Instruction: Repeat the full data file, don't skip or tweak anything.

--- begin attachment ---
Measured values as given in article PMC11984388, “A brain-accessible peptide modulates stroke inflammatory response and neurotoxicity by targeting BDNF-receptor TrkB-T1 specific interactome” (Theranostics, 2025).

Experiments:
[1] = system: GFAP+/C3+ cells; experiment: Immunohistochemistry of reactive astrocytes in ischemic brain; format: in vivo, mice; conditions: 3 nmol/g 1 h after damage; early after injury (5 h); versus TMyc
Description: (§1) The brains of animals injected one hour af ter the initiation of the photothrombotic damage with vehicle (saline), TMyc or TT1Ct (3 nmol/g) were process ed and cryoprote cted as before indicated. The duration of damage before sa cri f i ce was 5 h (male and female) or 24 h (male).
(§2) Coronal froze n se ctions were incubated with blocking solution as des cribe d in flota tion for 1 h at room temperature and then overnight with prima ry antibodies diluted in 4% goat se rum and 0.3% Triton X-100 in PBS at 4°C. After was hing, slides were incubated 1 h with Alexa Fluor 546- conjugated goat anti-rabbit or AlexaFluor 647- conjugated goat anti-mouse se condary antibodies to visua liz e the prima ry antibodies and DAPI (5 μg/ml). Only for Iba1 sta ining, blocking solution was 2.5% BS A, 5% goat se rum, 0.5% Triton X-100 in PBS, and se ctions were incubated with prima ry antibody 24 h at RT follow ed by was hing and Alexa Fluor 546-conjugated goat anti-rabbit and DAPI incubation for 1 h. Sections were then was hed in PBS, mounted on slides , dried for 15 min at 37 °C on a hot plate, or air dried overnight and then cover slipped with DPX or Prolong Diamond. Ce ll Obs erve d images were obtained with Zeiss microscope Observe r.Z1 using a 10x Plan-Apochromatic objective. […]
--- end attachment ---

Measured values as given in article PMC11984388, “A brain-accessible peptide modulates stroke inflammatory response and neurotoxicity by targeting BDNF-receptor TrkB-T1 specific interactome” (Theranostics, 2025).

Experiments:
[1] = system: GFAP+/C3+ cells; experiment: Immunohistochemistry of reactive astrocytes in ischemic brain; format: in vivo, mice; conditions: 3 nmol/g 1 h after damage; early after injury (5 h); versus TMyc
Description: (§1) The brains of animals injected one hour af ter the initiation of the photothrombotic damage with vehicle (saline), TMyc or TT1Ct (3 nmol/g) were process ed and cryoprote cted as before indicated. The duration of damage before sa cri f i ce was 5 h (male and female) or 24 h (male).
(§2) Coronal froze n se ctions were incubated with blocking solution as des cribe d in flota tion for 1 h at room temperature and then overnight with prima ry antibodies diluted in 4% goat se rum and 0.3% Triton X-100 in PBS at 4°C. After was hing, slides were incubated 1 h with Alexa Fluor 546- conjugated goat anti-rabbit or AlexaFluor 647- conjugated goat anti-mouse se condary antibodies to visua liz e the prima ry antibodies and DAPI (5 μg/ml). Only for Iba1 sta ining, blocking solution was 2.5% BS A, 5% goat se rum, 0.5% Triton X-100 in PBS, and se ctions were incubated with prima ry antibody 24 h at RT follow ed by was hing and Alexa Fluor 546-conjugated goat anti-rabbit and DAPI incubation for 1 h. Sections were then was hed in PBS, mounted on slides , dried for 15 min at 37 °C on a hot plate, or air dried overnight and then cover slipped with DPX or Prolong Diamond. Ce ll Obs erve d images were obtained with Zeiss microscope Observe r.Z1 using a 10x Plan-Apochromatic objective. […]